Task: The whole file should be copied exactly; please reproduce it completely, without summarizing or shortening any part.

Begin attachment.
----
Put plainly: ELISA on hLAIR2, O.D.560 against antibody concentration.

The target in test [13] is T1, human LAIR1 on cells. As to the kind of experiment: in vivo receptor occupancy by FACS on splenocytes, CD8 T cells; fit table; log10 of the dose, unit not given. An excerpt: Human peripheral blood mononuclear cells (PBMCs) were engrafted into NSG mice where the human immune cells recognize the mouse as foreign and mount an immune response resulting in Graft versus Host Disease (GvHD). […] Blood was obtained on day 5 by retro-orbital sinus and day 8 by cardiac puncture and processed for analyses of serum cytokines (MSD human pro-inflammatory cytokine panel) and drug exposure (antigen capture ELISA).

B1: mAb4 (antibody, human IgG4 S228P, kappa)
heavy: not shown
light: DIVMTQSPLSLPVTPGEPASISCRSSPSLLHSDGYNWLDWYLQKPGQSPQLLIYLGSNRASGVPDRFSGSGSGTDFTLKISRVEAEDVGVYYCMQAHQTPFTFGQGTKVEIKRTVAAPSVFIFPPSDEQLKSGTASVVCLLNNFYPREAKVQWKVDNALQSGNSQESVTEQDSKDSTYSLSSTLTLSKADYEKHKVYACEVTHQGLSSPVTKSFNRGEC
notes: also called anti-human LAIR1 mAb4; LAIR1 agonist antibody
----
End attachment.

Put plainly: ELISA on hLAIR2, O.D.560 against antibody concentration.

The target in test [13] is T1, human LAIR1 on cells. As to the kind of experiment: in vivo receptor occupancy by FACS on splenocytes, CD8 T cells; fit table; log10 of the dose, unit not given. An excerpt: Human peripheral blood mononuclear cells (PBMCs) were engrafted into NSG mice where the human immune cells recognize the mouse as foreign and mount an immune response resulting in Graft versus Host Disease (GvHD). […] Blood was obtained on day 5 by retro-orbital sinus and day 8 by cardiac puncture and processed for analyses of serum cytokines (MSD human pro-inflammatory cytokine panel) and drug exposure (antigen capture ELISA).

B1: mAb4 (antibody, human IgG4 S228P, kappa)
heavy: not shown
light: DIVMTQSPLSLPVTPGEPASISCRSSPSLLHSDGYNWLDWYLQKPGQSPQLLIYLGSNRASGVPDRFSGSGSGTDFTLKISRVEAEDVGVYYCMQAHQTPFTFGQGTKVEIKRTVAAPSVFIFPPSDEQLKSGTASVVCLLNNFYPREAKVQWKVDNALQSGNSQESVTEQDSKDSTYSLSSTLTLSKADYEKHKVYACEVTHQGLSSPVTKSFNRGEC
notes: also called anti-human LAIR1 mAb4; LAIR1 agonist antibody